The studio’s next mission is to figure out how to make rail travel more attractive by offering travellers a more positive experience. It developed a quiz that was unveiled at Dutch Design Week that passengers can play on their phones, encouraging interactions, questions about their surroundings and competitions.


3 A Library in Indonesia Turns Ice-Cream Buckets into Cladding

For all its dynamism, the neighbourhood of Taman Bima in Bandung, Indonesia, struggles with illiteracy and a lack of reading facilities. In an effort to bring reading to the area, the government asked Dutch firm SHAU, which has a local office, to build a 160-square-metre micro-library that would be visually striking enough to lure people in, and that could be realized on a micro-budget. To provide both shade and cross-ventilation, SHAU conceived a latticed facade and, after scouring the neighbourhood, came up with an ideal, if unlikely, material: used ice-cream buckets. Roughly 2,000 of them, tilted to keep rainwater out, cover the box-like library, which perches on stilts. Whole tubs are arrayed with ones that have had their bottoms cut, spelling out a message from the mayor in binary code: “Books are the windows to the world.”


4 Using 3-D Knitting Technology, Benjamin Hubert Makes a Chair that’s Light as Air

Less than a decade after Nike’s Flyknit trainers introduced 3-D knitting to the mainstream, the digital technology is now poised to transform the world of furniture. Chairs with 3-D-knit backs began appearing last year, but it took Layer’s Benjamin Hubert to deliver Tent, a chair prototype that boasts a unified, 3-D-knitted seat, back and sides. Rather than stitch the upholstery of these components together, Hubert worked with Moroso to weave 50,000 metres of recyclable nylon into a single, seamless piece with virtually no material wasted – even the padding is woven directly into the seat and back. The resulting garment slips like a sock over a flat-pack steel frame, its sides tensioned by loops of high-performance sailing rope.


5 Leftover Spools of Yarn Become Carpets

To keep waste to a minimum, Swedish rug maker Kasthall manufactures all its yarns to order – but even this process results in leftovers. “We make a few extra spools in case we need to redo something during the production process,” says in-house designer Ellinor Eliasson. “And our high quality requirements mean we can’t risk even minor colour discrepancies.” Eliasson’s proposal for these residual yarns takes cues from traditional Swedish rag rugs: Sorted into six colour groupings, the spools are used to weave durable rugs, with a new spool added at random when the previous one runs out. The results, launched at New York’s ICFF in May, are unique – unplanned fields of shifting colour trimmed with matching edges.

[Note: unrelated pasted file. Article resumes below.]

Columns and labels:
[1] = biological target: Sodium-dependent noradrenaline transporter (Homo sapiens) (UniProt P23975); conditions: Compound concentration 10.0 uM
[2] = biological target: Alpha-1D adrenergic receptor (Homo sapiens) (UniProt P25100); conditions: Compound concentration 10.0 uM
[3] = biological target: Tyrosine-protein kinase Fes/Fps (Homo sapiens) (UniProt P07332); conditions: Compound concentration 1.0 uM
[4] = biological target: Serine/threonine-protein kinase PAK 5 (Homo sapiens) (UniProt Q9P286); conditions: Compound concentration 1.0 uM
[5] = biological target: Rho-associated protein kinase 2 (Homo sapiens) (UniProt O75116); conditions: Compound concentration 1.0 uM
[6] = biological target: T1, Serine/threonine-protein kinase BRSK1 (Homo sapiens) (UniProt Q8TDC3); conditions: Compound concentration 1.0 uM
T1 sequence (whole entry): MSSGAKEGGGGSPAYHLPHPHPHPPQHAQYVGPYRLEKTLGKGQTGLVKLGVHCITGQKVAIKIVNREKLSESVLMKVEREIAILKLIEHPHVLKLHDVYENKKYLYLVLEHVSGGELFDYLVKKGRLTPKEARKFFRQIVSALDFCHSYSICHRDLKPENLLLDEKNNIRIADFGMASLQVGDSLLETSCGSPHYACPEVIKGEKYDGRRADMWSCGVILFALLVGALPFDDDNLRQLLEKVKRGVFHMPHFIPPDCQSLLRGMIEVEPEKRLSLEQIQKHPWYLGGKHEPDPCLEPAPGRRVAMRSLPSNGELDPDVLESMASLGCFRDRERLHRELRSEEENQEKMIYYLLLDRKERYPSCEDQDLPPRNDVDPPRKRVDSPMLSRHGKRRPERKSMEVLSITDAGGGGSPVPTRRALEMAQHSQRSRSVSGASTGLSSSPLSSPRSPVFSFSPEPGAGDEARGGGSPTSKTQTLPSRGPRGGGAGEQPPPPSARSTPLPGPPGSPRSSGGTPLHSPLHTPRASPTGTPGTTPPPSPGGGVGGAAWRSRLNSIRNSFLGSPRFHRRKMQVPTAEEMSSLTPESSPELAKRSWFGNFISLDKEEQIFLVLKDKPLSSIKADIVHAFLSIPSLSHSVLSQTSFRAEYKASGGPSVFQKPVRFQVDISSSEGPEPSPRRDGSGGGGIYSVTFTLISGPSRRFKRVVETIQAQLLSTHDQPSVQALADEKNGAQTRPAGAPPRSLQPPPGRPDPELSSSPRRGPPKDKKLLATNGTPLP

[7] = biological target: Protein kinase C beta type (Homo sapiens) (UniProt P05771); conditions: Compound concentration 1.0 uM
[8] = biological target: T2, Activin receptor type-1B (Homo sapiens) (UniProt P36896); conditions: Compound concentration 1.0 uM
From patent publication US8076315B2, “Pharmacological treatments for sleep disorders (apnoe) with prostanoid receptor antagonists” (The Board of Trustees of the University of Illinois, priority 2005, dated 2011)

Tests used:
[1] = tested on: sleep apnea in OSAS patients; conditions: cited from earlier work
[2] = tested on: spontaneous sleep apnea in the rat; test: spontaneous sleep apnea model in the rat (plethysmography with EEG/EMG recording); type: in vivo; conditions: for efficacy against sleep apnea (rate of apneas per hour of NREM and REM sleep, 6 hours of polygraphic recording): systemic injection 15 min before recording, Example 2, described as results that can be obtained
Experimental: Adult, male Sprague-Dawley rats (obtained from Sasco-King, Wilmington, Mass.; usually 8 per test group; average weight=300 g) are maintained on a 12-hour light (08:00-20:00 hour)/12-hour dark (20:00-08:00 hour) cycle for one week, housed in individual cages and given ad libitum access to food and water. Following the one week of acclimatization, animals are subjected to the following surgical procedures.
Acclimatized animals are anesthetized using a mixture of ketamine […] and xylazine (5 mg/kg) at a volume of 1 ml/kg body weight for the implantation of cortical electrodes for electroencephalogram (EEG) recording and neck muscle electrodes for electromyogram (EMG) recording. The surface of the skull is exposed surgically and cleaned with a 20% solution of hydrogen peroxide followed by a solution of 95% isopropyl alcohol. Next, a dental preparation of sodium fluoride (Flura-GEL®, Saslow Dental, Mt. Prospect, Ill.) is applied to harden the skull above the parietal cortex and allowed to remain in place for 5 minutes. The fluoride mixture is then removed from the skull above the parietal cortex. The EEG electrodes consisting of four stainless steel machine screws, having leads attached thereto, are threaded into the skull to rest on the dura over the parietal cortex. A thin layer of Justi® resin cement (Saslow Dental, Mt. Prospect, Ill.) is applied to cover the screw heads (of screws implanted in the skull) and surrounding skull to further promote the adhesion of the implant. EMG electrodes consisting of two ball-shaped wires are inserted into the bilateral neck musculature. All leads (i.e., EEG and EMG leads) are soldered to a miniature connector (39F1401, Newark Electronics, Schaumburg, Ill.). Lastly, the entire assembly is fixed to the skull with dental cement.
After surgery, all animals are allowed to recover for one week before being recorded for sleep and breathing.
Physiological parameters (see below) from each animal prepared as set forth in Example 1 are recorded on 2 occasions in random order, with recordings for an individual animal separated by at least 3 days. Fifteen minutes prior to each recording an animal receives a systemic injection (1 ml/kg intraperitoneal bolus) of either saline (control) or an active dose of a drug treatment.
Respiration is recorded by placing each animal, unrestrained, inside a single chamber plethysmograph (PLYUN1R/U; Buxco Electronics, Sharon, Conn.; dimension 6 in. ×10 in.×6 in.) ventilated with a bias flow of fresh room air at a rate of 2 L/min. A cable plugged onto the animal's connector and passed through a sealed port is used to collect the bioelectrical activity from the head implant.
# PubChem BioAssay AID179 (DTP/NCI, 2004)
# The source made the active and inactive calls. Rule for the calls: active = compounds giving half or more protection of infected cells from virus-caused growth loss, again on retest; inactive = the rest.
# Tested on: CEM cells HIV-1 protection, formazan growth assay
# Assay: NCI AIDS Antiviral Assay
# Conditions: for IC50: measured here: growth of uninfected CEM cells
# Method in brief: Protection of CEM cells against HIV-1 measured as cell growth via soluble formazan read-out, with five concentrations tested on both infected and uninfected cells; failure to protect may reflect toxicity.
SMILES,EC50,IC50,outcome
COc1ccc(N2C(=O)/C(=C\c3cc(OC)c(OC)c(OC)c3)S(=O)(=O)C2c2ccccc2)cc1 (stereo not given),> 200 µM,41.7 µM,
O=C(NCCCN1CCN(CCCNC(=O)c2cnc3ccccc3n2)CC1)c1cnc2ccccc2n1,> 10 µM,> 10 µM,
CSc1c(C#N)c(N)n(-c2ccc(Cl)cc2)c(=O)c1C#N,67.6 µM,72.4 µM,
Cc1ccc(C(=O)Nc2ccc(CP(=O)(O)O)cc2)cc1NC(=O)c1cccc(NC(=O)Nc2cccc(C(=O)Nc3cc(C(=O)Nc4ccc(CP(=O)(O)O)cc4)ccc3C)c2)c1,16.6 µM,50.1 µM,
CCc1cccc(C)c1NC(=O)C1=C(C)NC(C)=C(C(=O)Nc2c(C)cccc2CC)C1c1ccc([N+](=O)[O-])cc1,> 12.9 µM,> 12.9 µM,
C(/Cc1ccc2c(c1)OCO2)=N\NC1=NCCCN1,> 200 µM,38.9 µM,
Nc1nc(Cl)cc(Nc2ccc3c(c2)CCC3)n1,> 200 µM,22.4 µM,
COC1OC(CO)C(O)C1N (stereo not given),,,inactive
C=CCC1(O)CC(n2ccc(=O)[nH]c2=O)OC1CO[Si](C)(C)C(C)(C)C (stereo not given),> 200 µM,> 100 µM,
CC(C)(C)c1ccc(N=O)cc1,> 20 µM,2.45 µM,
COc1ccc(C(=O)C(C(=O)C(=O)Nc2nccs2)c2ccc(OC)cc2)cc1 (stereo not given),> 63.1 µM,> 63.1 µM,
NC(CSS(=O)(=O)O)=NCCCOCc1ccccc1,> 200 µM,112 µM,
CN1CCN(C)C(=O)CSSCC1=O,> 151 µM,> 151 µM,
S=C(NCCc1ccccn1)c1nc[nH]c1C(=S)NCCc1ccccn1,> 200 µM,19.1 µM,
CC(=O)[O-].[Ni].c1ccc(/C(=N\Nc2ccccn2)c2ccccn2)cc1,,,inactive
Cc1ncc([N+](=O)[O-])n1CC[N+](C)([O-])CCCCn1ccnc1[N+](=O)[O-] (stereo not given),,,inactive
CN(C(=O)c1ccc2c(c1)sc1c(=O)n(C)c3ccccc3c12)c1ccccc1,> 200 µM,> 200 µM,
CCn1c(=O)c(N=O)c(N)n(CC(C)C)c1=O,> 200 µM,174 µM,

7 Kitchen Cabinetry that Taps the Vast Supply of Water Bottles

Ikea is hardly the first global manufacturer to identify plastic bottles as an untapped resource. The trick has been to re-engineer the readily available material on a large scale and still maintain a consumer-friendly price point. Earlier this year, the Swedish furniture company broke through with a fully recycled kitchen cabinetry panel; each 40-by-80-centimetre piece is made from 25 water bottles and reclaimed industrial wood. Called Kungsbacka, the panels and complementary Hackås hardware are by Form Us With Love, who also aimed for a fashion-resilient look – another ingredient for extending the life of products. FUWL’s creative director, John Löfgren, compared the system’s fuss-free lines to a fashion basic: “We wanted it to feel like a black T-shirt, one that’s tuned to fit right, be practical and still be precious.” Kungsbacka and Hackås hardware are now on the market.


8 Pleated Clothing that Expands as a Child Grows

As part of his graduating thesis, aeronautical engineer Ryan Mario Yasin of London has solved one of the most confounding problems facing parents: how to keep a growing child in clothes that fit. The average baby goes through six size changes by the time they start to walk. Yasin discovered this when he bought clothing for his nephew as a gift – by the time he gave it to him, he had already outgrown it. That experience led to Petit Pli, a patent-pending pleated fabric that grows, keeping a child between six months and three years old in water- and windproof pants and shell. The pleats have even been pressed in a way that lets crumbs fall off rather than lodge between the folds.

This story was taken from the October 2017 issue of Azure. Buy a copy right here, or subscribe to the magazine here.